Beyond the beach: The Crosby Lakeside Adventure Centre, which includes a restaurant, bar, swimming pool, and fitness center, opened in late 2009, but the town still lacks good lodging options. Liverpool’s landmark Atlantic Hotel—though a bit austere—offers outstanding views of the city’s historic buildings and waterfront from its 225 rooms.
San Alfonso del Mar
Seeing as San Alfonso del Mar fronts a huge beach and the Pacific Ocean, it seems an odd spot for the world’s largest swimming pool. But the pool’s remarkable spaciousness complements the ocean beyond rather effortlessly, and jumping in the pool’s 79 degree water is a much more tempting prospect than venturing into the 63 degree seawater nearby, with its dangerous waves and currents. The resort complex on Chile’s central coast resembles a modern Mayan city, with pyramidlike apartment buildings towering above the colossal saltwater pool. Well, since it’s over half a mile long and holds about 66 million gallons of water, it’s more like a lake. Lining the pool are white-sand beaches, palm trees, and docks for the sailboats that ply the gin-clear water.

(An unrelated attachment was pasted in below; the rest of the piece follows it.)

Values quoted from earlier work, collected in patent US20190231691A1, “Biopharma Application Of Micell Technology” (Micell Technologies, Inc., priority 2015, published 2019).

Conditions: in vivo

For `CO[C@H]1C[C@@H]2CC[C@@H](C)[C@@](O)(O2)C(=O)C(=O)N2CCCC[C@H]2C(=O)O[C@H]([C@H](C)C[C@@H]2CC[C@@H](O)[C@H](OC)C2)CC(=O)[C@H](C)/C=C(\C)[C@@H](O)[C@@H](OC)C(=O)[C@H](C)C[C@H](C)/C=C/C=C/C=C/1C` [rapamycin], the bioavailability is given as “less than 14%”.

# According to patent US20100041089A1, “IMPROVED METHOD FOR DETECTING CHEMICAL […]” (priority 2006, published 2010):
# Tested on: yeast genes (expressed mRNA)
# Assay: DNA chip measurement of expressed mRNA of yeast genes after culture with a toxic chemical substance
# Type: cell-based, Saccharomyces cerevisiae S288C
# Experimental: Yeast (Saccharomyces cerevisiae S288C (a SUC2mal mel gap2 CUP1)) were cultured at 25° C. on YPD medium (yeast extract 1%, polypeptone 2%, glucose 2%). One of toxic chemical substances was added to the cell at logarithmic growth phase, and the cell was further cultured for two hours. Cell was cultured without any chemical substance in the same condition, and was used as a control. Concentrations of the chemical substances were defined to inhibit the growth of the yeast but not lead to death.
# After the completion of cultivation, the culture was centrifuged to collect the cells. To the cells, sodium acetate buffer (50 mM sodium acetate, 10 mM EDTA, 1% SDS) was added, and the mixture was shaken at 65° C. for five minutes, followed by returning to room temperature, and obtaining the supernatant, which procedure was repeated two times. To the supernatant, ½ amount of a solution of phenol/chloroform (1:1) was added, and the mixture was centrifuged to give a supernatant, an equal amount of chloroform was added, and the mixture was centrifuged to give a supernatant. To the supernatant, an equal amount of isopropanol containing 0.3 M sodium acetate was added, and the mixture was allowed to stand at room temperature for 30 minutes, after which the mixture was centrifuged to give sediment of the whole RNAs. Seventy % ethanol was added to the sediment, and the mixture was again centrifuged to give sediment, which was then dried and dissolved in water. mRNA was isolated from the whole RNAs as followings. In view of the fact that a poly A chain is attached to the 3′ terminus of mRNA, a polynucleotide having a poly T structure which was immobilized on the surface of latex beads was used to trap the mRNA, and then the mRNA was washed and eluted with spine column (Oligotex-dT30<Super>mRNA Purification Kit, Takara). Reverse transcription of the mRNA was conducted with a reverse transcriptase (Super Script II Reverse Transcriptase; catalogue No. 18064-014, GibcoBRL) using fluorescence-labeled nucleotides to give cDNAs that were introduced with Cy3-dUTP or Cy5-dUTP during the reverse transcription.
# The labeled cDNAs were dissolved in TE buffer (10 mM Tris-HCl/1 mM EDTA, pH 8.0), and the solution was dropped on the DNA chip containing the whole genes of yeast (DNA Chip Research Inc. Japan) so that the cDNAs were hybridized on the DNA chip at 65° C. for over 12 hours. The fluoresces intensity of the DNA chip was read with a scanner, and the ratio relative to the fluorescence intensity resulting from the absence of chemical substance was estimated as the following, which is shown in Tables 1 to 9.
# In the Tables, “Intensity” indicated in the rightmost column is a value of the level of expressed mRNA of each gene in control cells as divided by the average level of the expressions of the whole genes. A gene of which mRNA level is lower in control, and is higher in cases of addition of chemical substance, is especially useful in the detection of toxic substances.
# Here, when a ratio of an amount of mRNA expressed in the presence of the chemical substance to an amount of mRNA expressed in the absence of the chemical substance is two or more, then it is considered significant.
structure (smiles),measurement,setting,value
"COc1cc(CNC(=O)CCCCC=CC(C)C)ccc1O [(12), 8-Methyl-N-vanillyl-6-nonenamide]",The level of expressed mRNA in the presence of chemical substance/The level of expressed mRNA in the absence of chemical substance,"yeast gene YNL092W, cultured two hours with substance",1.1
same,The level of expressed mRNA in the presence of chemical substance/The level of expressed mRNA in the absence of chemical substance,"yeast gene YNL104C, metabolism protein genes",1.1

Beyond the beach: With such a large pool to get around, it’s definitely easiest to stay directly at the resort. If the mammoth lagoon doesn’t keep you occupied, there’s scuba diving, golf, tennis, paragliding, soccer fields, volleyball courts, a 3-D golf simulator, a full gym, a club, an open-air amphitheater, cafés, ice-cream parlors, tea shops, and an aquarium. Let’s just say you won’t be bored here.
Bowling Ball Beach
Mendocino County, California